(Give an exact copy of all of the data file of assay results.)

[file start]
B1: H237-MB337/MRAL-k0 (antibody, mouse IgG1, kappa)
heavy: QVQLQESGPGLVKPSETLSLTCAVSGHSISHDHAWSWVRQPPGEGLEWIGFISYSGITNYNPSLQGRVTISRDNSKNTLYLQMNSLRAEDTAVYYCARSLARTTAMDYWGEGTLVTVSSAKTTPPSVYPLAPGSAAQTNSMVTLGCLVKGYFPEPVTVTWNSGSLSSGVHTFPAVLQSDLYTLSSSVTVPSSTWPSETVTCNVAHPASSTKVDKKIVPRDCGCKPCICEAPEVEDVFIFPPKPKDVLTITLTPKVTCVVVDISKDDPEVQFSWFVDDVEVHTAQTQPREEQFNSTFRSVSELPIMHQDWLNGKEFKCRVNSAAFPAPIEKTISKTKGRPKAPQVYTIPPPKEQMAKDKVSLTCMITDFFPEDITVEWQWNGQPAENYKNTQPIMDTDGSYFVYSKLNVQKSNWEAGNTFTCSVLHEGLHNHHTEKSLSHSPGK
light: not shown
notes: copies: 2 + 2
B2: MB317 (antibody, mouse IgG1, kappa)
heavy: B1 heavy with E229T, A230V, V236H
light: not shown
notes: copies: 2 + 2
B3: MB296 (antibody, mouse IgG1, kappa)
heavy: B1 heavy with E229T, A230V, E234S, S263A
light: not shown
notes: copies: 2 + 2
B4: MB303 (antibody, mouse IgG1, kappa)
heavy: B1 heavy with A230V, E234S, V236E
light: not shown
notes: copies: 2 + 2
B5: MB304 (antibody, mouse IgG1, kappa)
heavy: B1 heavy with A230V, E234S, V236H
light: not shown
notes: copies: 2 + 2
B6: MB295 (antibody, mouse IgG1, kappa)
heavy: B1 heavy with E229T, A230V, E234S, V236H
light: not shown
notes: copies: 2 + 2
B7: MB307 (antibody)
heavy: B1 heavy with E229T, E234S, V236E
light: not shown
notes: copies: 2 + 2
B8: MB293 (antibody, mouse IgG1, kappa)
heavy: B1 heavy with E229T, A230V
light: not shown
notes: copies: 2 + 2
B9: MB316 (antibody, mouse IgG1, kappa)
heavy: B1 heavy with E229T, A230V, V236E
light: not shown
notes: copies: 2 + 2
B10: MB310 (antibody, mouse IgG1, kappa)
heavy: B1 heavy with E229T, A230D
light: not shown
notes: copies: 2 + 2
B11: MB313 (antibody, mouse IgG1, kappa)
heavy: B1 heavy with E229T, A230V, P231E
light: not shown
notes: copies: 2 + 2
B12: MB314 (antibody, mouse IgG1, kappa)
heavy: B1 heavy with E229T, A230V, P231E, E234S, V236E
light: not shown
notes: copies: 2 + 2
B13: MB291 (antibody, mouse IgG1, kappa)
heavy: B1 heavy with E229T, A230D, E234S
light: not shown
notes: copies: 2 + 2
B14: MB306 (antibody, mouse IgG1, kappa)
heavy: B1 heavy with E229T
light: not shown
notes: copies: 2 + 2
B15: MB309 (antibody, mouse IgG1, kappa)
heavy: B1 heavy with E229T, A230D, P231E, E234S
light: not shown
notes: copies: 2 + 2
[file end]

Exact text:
B1: H237-MB337/MRAL-k0 (antibody, mouse IgG1, kappa)
heavy: QVQLQESGPGLVKPSETLSLTCAVSGHSISHDHAWSWVRQPPGEGLEWIGFISYSGITNYNPSLQGRVTISRDNSKNTLYLQMNSLRAEDTAVYYCARSLARTTAMDYWGEGTLVTVSSAKTTPPSVYPLAPGSAAQTNSMVTLGCLVKGYFPEPVTVTWNSGSLSSGVHTFPAVLQSDLYTLSSSVTVPSSTWPSETVTCNVAHPASSTKVDKKIVPRDCGCKPCICEAPEVEDVFIFPPKPKDVLTITLTPKVTCVVVDISKDDPEVQFSWFVDDVEVHTAQTQPREEQFNSTFRSVSELPIMHQDWLNGKEFKCRVNSAAFPAPIEKTISKTKGRPKAPQVYTIPPPKEQMAKDKVSLTCMITDFFPEDITVEWQWNGQPAENYKNTQPIMDTDGSYFVYSKLNVQKSNWEAGNTFTCSVLHEGLHNHHTEKSLSHSPGK
light: not shown
notes: copies: 2 + 2
B2: MB317 (antibody, mouse IgG1, kappa)
heavy: B1 heavy with E229T, A230V, V236H
light: not shown
notes: copies: 2 + 2
B3: MB296 (antibody, mouse IgG1, kappa)
heavy: B1 heavy with E229T, A230V, E234S, S263A
light: not shown
notes: copies: 2 + 2
B4: MB303 (antibody, mouse IgG1, kappa)
heavy: B1 heavy with A230V, E234S, V236E
light: not shown
notes: copies: 2 + 2
B5: MB304 (antibody, mouse IgG1, kappa)
heavy: B1 heavy with A230V, E234S, V236H
light: not shown
notes: copies: 2 + 2
B6: MB295 (antibody, mouse IgG1, kappa)
heavy: B1 heavy with E229T, A230V, E234S, V236H
light: not shown
notes: copies: 2 + 2
B7: MB307 (antibody)
heavy: B1 heavy with E229T, E234S, V236E
light: not shown
notes: copies: 2 + 2
B8: MB293 (antibody, mouse IgG1, kappa)
heavy: B1 heavy with E229T, A230V
light: not shown
notes: copies: 2 + 2
B9: MB316 (antibody, mouse IgG1, kappa)
heavy: B1 heavy with E229T, A230V, V236E
light: not shown
notes: copies: 2 + 2
B10: MB310 (antibody, mouse IgG1, kappa)
heavy: B1 heavy with E229T, A230D
light: not shown
notes: copies: 2 + 2
B11: MB313 (antibody, mouse IgG1, kappa)
heavy: B1 heavy with E229T, A230V, P231E
light: not shown
notes: copies: 2 + 2
B12: MB314 (antibody, mouse IgG1, kappa)
heavy: B1 heavy with E229T, A230V, P231E, E234S, V236E
light: not shown
notes: copies: 2 + 2
B13: MB291 (antibody, mouse IgG1, kappa)
heavy: B1 heavy with E229T, A230D, E234S
light: not shown
notes: copies: 2 + 2
B14: MB306 (antibody, mouse IgG1, kappa)
heavy: B1 heavy with E229T
light: not shown
notes: copies: 2 + 2
B15: MB309 (antibody, mouse IgG1, kappa)
heavy: B1 heavy with E229T, A230D, P231E, E234S
light: not shown
notes: copies: 2 + 2